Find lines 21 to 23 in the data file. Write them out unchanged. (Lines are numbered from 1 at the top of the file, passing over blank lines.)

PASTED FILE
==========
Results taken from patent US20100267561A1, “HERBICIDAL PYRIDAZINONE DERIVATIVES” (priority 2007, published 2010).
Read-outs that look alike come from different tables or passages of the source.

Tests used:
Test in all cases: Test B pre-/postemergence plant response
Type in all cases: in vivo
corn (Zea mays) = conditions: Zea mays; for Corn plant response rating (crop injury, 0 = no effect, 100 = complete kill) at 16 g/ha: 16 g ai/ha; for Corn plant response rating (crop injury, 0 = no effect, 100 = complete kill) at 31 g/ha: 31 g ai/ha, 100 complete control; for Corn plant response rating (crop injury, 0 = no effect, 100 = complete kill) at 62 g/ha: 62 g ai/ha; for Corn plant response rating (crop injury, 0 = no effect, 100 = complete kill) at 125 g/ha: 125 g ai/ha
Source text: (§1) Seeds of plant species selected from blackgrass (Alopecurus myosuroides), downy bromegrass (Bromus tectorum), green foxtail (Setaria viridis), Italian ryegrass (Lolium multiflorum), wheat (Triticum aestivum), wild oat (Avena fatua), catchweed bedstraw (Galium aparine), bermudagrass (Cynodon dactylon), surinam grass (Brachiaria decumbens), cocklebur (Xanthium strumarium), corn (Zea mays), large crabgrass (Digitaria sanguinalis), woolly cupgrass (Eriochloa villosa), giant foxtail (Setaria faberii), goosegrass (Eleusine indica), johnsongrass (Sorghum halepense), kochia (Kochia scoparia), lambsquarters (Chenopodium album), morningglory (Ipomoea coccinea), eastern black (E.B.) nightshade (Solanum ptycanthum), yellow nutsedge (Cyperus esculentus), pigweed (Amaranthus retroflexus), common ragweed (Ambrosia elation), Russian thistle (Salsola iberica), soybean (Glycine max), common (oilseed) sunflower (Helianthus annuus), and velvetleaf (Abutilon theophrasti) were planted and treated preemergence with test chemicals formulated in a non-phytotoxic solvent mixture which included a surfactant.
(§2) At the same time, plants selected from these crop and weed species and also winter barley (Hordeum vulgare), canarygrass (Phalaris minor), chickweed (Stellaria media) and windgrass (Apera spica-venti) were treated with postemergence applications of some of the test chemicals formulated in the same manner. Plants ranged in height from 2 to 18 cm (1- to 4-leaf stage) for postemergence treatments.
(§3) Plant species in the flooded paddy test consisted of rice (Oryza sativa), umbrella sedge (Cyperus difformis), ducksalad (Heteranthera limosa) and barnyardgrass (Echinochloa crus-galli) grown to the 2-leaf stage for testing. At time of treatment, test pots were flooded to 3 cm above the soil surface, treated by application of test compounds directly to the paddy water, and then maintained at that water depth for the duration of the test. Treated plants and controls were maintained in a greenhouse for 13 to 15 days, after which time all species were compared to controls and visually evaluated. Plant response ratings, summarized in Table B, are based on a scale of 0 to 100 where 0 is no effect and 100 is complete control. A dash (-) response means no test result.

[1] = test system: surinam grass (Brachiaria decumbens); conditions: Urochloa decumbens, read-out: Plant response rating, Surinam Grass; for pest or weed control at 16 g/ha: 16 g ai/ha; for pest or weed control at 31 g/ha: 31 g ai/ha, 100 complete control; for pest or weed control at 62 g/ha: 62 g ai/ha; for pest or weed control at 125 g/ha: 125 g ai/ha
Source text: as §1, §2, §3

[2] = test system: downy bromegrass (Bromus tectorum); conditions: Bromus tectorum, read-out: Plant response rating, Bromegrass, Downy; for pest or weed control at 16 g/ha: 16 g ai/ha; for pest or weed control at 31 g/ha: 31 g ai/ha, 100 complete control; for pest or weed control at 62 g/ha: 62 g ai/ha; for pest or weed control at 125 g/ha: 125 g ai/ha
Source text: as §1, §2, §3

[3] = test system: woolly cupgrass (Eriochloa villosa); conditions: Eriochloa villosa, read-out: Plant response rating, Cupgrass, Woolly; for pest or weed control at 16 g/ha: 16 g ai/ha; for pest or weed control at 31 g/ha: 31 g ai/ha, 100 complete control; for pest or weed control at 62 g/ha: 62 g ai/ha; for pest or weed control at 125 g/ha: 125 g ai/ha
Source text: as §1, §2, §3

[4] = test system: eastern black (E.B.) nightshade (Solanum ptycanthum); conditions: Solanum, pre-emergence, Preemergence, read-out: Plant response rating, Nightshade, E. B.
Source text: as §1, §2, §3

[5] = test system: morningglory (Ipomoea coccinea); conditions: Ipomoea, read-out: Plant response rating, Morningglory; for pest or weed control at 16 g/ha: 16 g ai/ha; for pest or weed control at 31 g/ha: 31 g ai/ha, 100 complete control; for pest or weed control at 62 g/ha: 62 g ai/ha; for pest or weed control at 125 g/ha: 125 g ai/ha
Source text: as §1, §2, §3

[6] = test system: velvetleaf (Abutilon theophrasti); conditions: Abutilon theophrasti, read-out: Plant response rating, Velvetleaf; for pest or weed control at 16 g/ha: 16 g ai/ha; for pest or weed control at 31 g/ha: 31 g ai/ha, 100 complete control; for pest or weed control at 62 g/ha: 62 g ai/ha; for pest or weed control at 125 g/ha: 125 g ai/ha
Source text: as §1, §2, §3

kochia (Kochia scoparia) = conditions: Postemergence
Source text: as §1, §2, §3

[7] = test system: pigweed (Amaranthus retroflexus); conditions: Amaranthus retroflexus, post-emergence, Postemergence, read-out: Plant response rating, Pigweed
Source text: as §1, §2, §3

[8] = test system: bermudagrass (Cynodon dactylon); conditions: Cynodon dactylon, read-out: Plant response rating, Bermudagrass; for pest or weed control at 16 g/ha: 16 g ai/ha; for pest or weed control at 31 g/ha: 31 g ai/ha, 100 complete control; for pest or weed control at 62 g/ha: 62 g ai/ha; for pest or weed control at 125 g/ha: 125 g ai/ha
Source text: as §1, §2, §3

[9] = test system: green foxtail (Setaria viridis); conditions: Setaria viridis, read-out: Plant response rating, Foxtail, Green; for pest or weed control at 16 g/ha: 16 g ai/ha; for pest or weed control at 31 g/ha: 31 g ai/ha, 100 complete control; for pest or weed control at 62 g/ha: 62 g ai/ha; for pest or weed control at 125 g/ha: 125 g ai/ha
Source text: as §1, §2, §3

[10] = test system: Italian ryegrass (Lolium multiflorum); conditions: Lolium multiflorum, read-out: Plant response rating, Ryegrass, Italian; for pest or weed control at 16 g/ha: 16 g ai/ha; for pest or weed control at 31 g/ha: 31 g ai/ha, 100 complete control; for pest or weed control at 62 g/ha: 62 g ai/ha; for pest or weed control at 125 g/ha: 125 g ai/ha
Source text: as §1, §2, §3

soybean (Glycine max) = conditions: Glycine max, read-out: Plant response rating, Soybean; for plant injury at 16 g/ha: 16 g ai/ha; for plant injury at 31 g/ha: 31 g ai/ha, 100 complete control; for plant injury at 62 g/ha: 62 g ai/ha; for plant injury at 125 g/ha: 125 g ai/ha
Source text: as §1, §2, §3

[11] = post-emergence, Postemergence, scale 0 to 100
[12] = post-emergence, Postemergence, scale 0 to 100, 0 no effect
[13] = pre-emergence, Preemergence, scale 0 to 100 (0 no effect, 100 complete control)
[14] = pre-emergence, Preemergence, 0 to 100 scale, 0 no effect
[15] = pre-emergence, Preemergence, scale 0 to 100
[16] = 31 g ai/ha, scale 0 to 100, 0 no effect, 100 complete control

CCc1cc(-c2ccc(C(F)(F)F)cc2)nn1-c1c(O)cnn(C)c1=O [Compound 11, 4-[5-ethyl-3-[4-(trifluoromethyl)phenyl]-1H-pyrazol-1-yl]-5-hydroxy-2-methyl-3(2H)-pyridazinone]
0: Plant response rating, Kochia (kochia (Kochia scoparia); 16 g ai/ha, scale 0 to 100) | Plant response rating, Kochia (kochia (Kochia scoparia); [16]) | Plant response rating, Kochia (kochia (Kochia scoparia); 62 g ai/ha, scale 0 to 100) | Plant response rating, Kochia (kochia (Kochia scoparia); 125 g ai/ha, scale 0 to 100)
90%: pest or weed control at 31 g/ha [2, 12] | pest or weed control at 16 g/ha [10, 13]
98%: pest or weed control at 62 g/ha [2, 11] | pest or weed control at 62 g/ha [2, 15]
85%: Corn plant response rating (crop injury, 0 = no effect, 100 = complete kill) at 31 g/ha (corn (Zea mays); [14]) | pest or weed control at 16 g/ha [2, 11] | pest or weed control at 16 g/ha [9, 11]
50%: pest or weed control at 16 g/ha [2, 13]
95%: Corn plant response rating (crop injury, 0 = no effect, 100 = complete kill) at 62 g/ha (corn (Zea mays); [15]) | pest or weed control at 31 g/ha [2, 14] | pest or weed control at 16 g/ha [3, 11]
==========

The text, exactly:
Source text: as §1, §2, §3

kochia (Kochia scoparia) = conditions: Postemergence
Source text: as §1, §2, §3